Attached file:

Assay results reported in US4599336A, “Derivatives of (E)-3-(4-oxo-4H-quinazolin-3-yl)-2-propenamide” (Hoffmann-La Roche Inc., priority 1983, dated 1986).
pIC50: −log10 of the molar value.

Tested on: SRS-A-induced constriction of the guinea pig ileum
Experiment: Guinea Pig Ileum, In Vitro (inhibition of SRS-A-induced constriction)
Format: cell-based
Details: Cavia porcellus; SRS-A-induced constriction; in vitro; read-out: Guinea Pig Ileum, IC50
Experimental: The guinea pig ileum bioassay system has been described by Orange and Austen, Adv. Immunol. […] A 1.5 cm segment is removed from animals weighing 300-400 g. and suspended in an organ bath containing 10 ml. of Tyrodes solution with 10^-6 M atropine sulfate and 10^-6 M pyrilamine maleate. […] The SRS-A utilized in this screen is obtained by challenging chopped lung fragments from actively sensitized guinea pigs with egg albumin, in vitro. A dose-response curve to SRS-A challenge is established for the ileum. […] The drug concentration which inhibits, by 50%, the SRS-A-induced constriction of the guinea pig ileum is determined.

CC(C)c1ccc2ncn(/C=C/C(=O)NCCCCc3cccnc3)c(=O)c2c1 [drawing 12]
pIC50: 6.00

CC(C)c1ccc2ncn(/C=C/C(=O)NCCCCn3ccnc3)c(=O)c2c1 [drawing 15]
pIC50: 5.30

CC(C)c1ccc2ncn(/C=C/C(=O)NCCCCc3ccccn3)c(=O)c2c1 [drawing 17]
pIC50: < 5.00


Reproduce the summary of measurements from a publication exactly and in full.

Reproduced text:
Assay results reported in US4599336A, “Derivatives of (E)-3-(4-oxo-4H-quinazolin-3-yl)-2-propenamide” (Hoffmann-La Roche Inc., priority 1983, dated 1986).
pIC50: −log10 of the molar value.

Tested on: SRS-A-induced constriction of the guinea pig ileum
Experiment: Guinea Pig Ileum, In Vitro (inhibition of SRS-A-induced constriction)
Format: cell-based
Details: Cavia porcellus; SRS-A-induced constriction; in vitro; read-out: Guinea Pig Ileum, IC50
Experimental: The guinea pig ileum bioassay system has been described by Orange and Austen, Adv. Immunol. […] A 1.5 cm segment is removed from animals weighing 300-400 g. and suspended in an organ bath containing 10 ml. of Tyrodes solution with 10^-6 M atropine sulfate and 10^-6 M pyrilamine maleate. […] The SRS-A utilized in this screen is obtained by challenging chopped lung fragments from actively sensitized guinea pigs with egg albumin, in vitro. A dose-response curve to SRS-A challenge is established for the ileum. […] The drug concentration which inhibits, by 50%, the SRS-A-induced constriction of the guinea pig ileum is determined.

CC(C)c1ccc2ncn(/C=C/C(=O)NCCCCc3cccnc3)c(=O)c2c1 [drawing 12]
pIC50: 6.00

CC(C)c1ccc2ncn(/C=C/C(=O)NCCCCn3ccnc3)c(=O)c2c1 [drawing 15]
pIC50: 5.30

CC(C)c1ccc2ncn(/C=C/C(=O)NCCCCc3ccccn3)c(=O)c2c1 [drawing 17]
pIC50: < 5.00